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There was a “movement” named AGLA, about which we know very little. As a secret society, it maintained its nature very well. On first appearance, it seems they were an underground movement that was not very active. However, this is a dubious statement to make: as they were little known, bluntly suggesting they were not very active is dangerous, owing to the fact that we do not know anything about them, which means we know nothing about their activities or frequency thereof either.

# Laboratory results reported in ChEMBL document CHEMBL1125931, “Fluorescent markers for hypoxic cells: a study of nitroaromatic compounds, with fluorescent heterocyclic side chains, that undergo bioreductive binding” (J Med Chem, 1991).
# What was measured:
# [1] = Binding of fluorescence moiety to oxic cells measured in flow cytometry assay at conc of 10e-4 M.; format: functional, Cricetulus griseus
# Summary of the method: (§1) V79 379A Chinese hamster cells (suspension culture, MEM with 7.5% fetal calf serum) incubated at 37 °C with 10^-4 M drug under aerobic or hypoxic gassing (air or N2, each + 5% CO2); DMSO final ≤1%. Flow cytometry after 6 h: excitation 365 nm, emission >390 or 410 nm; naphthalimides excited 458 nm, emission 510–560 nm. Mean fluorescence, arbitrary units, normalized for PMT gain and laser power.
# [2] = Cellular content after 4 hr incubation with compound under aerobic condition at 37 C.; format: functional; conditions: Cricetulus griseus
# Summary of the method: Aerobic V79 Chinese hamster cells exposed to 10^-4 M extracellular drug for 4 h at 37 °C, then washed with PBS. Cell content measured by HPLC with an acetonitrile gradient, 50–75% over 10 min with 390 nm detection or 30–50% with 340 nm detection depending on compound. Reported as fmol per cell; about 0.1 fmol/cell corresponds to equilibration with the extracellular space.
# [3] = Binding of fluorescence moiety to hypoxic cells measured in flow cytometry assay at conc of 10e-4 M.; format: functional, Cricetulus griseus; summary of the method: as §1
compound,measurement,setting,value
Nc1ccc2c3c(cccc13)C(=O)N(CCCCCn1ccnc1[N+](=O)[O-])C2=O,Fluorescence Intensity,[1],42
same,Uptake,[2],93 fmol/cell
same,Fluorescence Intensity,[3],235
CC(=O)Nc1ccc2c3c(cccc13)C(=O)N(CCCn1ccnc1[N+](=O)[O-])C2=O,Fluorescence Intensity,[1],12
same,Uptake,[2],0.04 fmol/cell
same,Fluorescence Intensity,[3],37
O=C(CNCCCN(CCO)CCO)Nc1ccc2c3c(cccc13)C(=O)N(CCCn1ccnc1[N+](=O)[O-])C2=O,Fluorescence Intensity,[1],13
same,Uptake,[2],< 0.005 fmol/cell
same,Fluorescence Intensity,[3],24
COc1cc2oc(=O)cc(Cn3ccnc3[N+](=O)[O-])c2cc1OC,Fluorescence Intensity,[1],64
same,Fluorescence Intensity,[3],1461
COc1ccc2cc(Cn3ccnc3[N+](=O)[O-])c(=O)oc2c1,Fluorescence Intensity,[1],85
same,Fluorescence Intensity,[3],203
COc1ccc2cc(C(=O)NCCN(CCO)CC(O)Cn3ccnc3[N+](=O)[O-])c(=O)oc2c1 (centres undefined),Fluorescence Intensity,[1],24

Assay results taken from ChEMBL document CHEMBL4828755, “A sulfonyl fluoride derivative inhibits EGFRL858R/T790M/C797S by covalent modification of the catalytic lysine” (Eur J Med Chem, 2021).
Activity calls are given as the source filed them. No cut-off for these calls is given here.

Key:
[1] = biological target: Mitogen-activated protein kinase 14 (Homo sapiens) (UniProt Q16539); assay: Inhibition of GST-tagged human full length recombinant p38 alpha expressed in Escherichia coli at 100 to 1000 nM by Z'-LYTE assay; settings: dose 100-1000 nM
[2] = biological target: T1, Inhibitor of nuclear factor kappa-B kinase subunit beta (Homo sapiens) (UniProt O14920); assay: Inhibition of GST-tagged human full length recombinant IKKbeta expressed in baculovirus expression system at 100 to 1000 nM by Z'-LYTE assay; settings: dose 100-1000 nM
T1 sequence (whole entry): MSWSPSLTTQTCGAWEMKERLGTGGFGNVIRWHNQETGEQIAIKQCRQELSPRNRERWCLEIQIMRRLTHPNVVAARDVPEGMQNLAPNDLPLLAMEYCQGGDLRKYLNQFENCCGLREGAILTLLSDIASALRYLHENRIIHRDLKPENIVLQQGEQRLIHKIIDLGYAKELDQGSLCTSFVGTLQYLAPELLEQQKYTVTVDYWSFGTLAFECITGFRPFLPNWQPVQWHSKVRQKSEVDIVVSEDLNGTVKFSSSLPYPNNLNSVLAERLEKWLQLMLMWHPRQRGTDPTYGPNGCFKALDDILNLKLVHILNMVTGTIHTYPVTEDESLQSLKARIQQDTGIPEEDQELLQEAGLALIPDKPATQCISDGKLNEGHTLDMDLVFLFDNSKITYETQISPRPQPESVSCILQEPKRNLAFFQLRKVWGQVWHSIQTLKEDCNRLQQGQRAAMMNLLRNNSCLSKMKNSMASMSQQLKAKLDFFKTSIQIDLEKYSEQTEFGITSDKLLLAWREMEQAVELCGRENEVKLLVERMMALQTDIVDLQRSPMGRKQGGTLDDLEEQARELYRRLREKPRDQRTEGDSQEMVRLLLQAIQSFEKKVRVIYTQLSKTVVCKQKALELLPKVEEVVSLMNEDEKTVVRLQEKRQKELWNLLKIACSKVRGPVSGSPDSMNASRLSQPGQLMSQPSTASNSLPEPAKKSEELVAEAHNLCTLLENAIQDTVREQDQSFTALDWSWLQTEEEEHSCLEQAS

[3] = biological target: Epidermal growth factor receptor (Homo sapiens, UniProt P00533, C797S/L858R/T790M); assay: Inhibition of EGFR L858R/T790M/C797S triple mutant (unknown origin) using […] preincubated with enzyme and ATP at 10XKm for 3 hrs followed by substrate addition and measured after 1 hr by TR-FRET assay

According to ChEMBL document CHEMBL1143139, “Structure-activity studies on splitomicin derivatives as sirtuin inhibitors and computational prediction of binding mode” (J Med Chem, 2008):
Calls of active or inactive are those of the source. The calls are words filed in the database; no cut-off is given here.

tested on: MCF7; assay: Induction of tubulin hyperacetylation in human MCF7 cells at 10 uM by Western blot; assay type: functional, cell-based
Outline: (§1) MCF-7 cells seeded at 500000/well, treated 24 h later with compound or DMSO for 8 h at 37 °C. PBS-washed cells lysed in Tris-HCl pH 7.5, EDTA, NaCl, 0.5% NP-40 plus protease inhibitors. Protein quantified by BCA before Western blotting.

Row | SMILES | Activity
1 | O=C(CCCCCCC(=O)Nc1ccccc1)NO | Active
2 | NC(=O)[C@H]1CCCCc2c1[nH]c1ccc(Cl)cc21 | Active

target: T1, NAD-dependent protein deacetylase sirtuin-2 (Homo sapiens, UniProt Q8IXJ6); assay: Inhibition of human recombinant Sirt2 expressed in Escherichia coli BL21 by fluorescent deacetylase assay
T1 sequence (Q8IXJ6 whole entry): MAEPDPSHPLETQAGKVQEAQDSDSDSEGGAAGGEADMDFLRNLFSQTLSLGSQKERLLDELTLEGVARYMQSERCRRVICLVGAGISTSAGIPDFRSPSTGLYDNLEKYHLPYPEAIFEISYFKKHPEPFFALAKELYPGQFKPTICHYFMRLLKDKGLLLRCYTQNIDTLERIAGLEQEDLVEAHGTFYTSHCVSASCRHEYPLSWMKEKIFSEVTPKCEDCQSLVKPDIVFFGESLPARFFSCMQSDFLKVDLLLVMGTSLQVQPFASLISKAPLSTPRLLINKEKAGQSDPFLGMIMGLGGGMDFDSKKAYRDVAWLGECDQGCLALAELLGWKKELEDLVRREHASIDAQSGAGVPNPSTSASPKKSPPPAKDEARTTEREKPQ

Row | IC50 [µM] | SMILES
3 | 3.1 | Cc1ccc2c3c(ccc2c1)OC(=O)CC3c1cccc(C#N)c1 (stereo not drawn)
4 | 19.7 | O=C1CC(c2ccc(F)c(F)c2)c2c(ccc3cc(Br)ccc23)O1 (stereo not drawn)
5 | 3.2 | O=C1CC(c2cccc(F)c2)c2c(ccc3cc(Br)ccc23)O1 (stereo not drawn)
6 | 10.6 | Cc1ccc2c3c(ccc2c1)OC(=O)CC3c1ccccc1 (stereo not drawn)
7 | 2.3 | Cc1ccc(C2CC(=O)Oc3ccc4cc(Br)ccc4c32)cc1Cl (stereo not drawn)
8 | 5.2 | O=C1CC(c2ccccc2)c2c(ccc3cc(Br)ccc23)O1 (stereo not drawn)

Robert Ambelain defines AGLA as an autonomous society and firmly closed. He suggests that rather than a subgroup, they were in fact the group behind a more visible organisation, like for example, the organisation led by another priest, Nicholas Montfaucon de Villars, author of “Count de Gabelis”, subtitled “The Extravagant Mysteries of the Cabalists, expounded in Five pleasant Discourses on the Secret Societies.” The book which appeared in 1670, was a treatise on the occult and elemental sex magic, assuring its ban in France, even though it sold out several editions in the first few months. Nevertheless, it had no known author, until Montfaucon’s name was advanced. He was a well-known figure, a “Libertin”, an intellectual whose ideas were deemed dangerous both for the church and the king. In March 1673, De Villars was murdered by a rifle bullet, near Lyons. His murder was never solved, but René Nelli believes that Montfaucon de Villars had been assassinated, possibly because in his book, he had revealed “too much”. Villars wrote on the topic of “the great name of AGLA, which operates all these wonders, at the same time as it is called upon by the ignoramuses and the sinners, and who would do many more miracles in a Kabbalistic fashion”. MORE...